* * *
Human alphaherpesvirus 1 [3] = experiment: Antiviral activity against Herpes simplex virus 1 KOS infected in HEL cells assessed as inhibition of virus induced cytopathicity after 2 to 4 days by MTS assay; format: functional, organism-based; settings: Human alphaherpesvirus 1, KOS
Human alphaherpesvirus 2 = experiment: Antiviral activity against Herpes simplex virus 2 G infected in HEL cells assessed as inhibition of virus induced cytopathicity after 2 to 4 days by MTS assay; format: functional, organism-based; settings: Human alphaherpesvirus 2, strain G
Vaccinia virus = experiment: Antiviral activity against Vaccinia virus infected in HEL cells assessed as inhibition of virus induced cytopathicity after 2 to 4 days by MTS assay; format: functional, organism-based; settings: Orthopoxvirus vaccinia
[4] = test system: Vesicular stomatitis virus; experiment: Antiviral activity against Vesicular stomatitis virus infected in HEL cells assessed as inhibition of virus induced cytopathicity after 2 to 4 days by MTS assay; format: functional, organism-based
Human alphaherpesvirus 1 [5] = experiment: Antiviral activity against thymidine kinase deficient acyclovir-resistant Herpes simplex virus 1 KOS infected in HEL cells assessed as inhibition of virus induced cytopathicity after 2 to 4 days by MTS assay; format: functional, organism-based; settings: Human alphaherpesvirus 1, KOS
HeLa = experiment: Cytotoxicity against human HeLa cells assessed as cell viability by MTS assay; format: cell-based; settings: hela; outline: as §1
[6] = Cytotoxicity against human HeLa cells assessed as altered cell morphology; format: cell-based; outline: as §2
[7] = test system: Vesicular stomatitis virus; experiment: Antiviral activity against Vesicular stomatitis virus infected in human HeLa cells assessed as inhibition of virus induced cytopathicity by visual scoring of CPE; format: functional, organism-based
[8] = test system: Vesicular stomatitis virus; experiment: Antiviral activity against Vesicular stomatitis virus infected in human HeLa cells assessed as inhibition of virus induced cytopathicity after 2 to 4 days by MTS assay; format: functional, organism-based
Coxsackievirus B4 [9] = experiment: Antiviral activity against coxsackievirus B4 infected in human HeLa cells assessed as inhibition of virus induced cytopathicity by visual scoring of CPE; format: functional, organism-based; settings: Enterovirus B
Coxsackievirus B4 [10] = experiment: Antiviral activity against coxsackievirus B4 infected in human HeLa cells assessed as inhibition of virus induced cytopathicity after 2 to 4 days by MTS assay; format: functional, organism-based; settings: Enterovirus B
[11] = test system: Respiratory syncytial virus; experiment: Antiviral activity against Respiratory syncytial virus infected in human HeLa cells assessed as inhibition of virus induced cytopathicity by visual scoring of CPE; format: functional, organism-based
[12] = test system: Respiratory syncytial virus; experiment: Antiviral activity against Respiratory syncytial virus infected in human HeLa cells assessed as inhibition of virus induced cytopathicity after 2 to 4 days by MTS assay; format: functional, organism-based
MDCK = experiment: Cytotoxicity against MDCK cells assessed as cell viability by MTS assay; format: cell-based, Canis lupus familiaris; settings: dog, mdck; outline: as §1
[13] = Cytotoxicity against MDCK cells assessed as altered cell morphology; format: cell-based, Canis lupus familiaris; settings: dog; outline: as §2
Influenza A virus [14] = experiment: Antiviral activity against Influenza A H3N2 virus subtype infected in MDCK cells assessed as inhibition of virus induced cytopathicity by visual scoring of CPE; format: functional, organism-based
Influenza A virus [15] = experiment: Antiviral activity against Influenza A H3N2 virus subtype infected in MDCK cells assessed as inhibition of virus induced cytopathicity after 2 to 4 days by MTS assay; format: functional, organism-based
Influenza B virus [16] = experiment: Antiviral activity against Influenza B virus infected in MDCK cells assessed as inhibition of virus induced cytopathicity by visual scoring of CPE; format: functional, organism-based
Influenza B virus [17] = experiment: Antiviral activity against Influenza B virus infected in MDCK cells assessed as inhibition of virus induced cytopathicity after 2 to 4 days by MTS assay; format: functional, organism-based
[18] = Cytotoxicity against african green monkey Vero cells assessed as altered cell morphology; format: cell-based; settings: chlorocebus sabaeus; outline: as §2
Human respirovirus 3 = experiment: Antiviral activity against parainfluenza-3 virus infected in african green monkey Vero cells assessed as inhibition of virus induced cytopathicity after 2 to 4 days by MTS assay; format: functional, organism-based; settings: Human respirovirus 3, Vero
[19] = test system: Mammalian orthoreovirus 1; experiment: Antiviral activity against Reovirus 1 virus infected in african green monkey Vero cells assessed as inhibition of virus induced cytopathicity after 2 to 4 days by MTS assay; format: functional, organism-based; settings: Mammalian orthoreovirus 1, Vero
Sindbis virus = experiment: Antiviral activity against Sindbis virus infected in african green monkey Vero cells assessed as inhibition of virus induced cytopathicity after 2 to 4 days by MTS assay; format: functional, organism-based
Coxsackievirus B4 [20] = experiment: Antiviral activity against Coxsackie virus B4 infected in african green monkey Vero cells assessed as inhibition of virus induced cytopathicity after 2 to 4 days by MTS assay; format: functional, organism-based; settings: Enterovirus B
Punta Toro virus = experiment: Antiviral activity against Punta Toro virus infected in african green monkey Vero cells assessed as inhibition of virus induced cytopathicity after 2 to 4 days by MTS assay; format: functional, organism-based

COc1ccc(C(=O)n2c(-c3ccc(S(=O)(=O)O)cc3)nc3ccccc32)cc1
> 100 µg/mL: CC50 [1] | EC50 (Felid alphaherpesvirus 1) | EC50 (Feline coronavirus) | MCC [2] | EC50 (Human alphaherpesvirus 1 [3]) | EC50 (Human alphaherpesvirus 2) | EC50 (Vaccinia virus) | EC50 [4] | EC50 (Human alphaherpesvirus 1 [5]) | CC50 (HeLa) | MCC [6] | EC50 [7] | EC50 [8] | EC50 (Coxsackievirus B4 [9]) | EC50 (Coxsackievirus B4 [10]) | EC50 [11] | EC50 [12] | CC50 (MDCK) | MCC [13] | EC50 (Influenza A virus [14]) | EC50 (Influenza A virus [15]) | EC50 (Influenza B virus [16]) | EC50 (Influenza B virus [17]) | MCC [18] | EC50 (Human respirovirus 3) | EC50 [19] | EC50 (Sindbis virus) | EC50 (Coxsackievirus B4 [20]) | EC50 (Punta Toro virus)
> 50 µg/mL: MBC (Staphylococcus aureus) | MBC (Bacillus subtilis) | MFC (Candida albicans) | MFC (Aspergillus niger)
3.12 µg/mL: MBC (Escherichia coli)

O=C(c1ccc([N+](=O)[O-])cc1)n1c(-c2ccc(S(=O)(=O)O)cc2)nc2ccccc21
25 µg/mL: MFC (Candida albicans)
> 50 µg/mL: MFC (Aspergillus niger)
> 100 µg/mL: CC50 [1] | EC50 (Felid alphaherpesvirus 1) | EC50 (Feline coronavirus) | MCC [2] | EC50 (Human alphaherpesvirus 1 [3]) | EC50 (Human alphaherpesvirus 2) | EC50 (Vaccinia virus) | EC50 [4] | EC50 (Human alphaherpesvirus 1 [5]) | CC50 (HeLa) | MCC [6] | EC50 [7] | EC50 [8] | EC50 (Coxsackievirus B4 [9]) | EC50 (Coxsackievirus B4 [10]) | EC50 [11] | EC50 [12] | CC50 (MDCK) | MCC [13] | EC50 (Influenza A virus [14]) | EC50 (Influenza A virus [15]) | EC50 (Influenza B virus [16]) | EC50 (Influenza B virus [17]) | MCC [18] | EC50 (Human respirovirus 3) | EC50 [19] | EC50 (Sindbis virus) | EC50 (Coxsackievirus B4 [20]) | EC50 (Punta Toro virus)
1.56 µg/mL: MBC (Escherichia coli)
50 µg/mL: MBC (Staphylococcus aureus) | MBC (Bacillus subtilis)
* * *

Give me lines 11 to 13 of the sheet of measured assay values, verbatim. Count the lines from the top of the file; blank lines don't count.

Coxsackievirus B4 [10] = experiment: Antiviral activity against coxsackievirus B4 infected in human HeLa cells assessed as inhibition of virus induced cytopathicity after 2 to 4 days by MTS assay; format: functional, organism-based; settings: Enterovirus B
[11] = test system: Respiratory syncytial virus; experiment: Antiviral activity against Respiratory syncytial virus infected in human HeLa cells assessed as inhibition of virus induced cytopathicity by visual scoring of CPE; format: functional, organism-based
[12] = test system: Respiratory syncytial virus; experiment: Antiviral activity against Respiratory syncytial virus infected in human HeLa cells assessed as inhibition of virus induced cytopathicity after 2 to 4 days by MTS assay; format: functional, organism-based